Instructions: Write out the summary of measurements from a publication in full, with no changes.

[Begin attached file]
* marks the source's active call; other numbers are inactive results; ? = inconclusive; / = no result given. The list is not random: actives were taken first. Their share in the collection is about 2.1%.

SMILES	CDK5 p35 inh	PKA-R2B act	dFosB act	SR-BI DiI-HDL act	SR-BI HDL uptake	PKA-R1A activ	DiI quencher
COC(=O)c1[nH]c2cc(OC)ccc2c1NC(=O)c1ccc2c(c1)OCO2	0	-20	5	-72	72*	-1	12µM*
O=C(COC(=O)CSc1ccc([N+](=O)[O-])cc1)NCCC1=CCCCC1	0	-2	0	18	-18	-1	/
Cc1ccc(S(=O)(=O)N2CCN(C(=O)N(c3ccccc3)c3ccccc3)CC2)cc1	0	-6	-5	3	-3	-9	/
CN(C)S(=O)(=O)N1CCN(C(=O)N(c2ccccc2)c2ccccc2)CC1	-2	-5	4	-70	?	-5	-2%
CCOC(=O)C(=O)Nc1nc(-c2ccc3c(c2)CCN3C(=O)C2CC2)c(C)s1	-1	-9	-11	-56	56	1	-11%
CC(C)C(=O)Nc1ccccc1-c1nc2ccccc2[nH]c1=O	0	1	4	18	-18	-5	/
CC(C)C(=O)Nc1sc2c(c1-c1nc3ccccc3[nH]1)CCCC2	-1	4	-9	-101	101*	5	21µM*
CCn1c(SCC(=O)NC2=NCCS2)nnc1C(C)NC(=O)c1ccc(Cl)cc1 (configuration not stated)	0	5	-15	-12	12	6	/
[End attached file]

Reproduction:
* marks the source's active call; other numbers are inactive results; ? = inconclusive; / = no result given. The list is not random: actives were taken first. Their share in the collection is about 2.1%.

SMILES	CDK5 p35 inh	PKA-R2B act	dFosB act	SR-BI DiI-HDL act	SR-BI HDL uptake	PKA-R1A activ	DiI quencher
COC(=O)c1[nH]c2cc(OC)ccc2c1NC(=O)c1ccc2c(c1)OCO2	0	-20	5	-72	72*	-1	12µM*
O=C(COC(=O)CSc1ccc([N+](=O)[O-])cc1)NCCC1=CCCCC1	0	-2	0	18	-18	-1	/
Cc1ccc(S(=O)(=O)N2CCN(C(=O)N(c3ccccc3)c3ccccc3)CC2)cc1	0	-6	-5	3	-3	-9	/
CN(C)S(=O)(=O)N1CCN(C(=O)N(c2ccccc2)c2ccccc2)CC1	-2	-5	4	-70	?	-5	-2%
CCOC(=O)C(=O)Nc1nc(-c2ccc3c(c2)CCN3C(=O)C2CC2)c(C)s1	-1	-9	-11	-56	56	1	-11%
CC(C)C(=O)Nc1ccccc1-c1nc2ccccc2[nH]c1=O	0	1	4	18	-18	-5	/
CC(C)C(=O)Nc1sc2c(c1-c1nc3ccccc3[nH]1)CCCC2	-1	4	-9	-101	101*	5	21µM*
CCn1c(SCC(=O)NC2=NCCS2)nnc1C(C)NC(=O)c1ccc(Cl)cc1 (configuration not stated)	0	5	-15	-12	12	6	/